China’s economy has been in the headlines of late, with concerns raised about its growth rate, volatility in its stock market, and even the accuracy of government-reported economic data.
Here in the heartland, we might be tempted to give short shrift to these headlines. The reality, however, is that China matters very much to Indiana’s economy, and its significance will only grow.
Indiana is one of the most export-focused states in the United States. Last year, Indiana companies generated $35.5 billion in exports—the vast majority of which (85 percent) came from businesses with fewer than 500 employees.
Those exports mean jobs. According to the U.S. Department of Commerce, Indiana’s non-agricultural exports support 187,000 jobs, more than all but 10 states.
With our strengths in agriculture, manufacturing and life sciences, China is a natural market for Indiana companies. It is already the state’s fifth-largest trading partner and, as the world’s second-largest economy, China’s importance to our future is hard to overstate.
Transportation equipment is Indiana’s largest non-agricultural export, making China an important market for Allison Transmission, Cummins and Delphi.
To no surprise, those companies have significant operations in China—but so do other big companies, such as Dow AgroSciences, Eli Lilly and Co. and Hillenbrand. And companies that are not household names, like Cathay Industries and Ener1, also are heavily engaged in China.
Certainly, China is a critically important emerging market for Lilly. Our presence there includes both manufacturing facilities and a research-and-development center focused on new treatments for diabetes. In addition, more than 500 of our Indiana-based employees are Chinese.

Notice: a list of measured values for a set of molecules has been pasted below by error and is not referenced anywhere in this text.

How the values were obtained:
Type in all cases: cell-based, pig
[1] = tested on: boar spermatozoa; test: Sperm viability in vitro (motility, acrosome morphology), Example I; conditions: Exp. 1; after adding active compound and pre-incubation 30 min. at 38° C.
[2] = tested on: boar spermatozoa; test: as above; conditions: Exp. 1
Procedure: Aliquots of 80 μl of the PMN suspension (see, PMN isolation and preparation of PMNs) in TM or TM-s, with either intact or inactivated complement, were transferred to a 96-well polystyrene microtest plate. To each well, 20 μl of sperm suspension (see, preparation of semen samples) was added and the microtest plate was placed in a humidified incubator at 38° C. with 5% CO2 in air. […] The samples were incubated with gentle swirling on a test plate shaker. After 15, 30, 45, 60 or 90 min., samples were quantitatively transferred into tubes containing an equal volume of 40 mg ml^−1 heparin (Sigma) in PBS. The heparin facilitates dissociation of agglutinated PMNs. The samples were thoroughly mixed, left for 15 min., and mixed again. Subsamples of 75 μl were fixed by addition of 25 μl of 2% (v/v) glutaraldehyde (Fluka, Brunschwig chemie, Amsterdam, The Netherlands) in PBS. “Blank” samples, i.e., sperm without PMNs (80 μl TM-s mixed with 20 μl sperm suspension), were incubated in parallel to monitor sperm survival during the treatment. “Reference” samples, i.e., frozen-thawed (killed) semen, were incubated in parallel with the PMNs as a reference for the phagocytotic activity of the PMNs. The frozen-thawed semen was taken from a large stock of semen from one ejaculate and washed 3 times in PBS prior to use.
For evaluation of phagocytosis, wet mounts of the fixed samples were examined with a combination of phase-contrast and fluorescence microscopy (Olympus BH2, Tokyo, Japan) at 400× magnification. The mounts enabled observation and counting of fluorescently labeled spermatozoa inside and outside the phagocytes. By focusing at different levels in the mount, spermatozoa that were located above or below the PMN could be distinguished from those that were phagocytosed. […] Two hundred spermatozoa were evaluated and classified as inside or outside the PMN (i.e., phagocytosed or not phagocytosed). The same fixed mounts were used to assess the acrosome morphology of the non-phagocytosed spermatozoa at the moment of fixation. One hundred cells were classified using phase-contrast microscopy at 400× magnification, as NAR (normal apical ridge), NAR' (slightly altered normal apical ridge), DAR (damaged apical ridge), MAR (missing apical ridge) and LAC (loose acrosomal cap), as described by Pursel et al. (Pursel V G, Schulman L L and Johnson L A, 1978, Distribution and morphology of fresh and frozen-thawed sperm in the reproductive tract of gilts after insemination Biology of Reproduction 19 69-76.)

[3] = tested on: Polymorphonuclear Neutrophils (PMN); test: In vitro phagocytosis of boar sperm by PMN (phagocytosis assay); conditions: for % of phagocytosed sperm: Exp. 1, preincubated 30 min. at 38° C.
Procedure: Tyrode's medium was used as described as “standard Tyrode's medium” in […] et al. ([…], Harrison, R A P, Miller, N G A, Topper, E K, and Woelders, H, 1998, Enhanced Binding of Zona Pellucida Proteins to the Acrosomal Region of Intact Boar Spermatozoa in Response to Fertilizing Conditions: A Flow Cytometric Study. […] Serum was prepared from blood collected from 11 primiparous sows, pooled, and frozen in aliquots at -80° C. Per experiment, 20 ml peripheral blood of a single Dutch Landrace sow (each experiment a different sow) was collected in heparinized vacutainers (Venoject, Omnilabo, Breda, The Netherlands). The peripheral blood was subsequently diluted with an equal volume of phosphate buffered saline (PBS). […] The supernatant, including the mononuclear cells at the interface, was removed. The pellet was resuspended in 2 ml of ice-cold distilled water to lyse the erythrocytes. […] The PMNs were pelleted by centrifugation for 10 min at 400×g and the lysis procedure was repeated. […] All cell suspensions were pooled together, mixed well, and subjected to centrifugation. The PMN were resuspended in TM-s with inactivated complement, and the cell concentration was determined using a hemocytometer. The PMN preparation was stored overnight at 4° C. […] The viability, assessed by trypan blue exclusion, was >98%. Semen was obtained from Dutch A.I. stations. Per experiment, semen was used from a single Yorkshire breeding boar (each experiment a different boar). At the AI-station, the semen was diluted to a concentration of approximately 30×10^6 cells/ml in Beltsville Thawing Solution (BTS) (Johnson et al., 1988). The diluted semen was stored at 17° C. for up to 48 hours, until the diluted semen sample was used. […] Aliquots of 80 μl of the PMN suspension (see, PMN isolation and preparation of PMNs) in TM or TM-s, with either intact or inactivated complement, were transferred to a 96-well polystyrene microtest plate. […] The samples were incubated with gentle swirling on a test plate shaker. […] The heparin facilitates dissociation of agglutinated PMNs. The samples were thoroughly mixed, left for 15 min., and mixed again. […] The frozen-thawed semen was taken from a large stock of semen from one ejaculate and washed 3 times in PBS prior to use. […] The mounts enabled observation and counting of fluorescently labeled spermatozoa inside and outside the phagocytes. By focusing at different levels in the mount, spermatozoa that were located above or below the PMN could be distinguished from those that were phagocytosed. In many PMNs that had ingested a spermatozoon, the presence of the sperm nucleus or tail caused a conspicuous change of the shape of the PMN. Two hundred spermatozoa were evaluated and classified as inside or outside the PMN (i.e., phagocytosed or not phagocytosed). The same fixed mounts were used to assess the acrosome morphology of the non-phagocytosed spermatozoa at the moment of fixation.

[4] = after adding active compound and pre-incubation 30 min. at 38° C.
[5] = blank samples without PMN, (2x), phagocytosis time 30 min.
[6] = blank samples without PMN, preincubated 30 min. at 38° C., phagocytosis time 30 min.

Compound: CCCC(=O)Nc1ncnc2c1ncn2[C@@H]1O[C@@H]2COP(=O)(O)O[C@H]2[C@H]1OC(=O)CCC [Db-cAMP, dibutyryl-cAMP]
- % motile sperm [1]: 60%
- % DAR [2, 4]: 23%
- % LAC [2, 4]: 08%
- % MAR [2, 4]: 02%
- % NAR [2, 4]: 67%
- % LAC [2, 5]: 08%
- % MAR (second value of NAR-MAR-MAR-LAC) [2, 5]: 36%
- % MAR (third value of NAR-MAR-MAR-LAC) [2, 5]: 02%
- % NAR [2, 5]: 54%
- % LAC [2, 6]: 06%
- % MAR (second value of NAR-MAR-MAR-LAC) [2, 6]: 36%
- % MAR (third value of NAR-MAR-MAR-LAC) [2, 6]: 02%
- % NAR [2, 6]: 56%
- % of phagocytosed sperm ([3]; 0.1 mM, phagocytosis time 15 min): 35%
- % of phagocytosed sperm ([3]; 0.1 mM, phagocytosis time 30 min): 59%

China is also making significant investments in Indiana. Seven Chinese-owned or jointly owned companies operate in Indiana, from Sutong Tire (a logistics provider for RV wheels and tires) in South Bend to Haier America (a multinational home appliance and consumer electronics manufacturer) in Evansville. Earlier this year, Haier expanded its Evansville footprint with a new, 30,000-square-foot North American technology center.
Another significant area where Indiana’s connection to China can be seen is higher education. More than 10,000 Chinese students attend our universities, several of which have established Chinese exchange programs. Purdue University is at or near the top of American universities in the number of Chinese students enrolled.
Those students, as well as the immigrants who come to our state from China, greatly enrich our cultural diversity.
So, given the strong ties between Indiana and China, how concerned should we be about China’s recent economic challenges?
As is often the case with China, a long-term view is useful.
After 30 years of double-digit growth, an eventual slowdown in China’s economy was inevitable. Following massive investments in infrastructure projects, China is now attempting to transition into a modern, high-tech consumer economy.
As with any transition, there are disruptions along the way. In the long run, however, China’s growth prospects are strong, and the economic opportunities are many.
Of course, it is important to stress that our relations with China should not be seen solely through an economic lens. China’s political system is very different from our own, and many important disputes remain between our two countries.
China is a complicated place, to be sure. But in the long run, its prospects are bright. Maintaining a strong relationship is in the best interest of both nations—and it is certainly in the best interest of Indiana.•
Peterson, mayor of Indianapolis from 2000 through 2007, is the senior vice president of corporate affairs and communications at Eli Lilly and Co.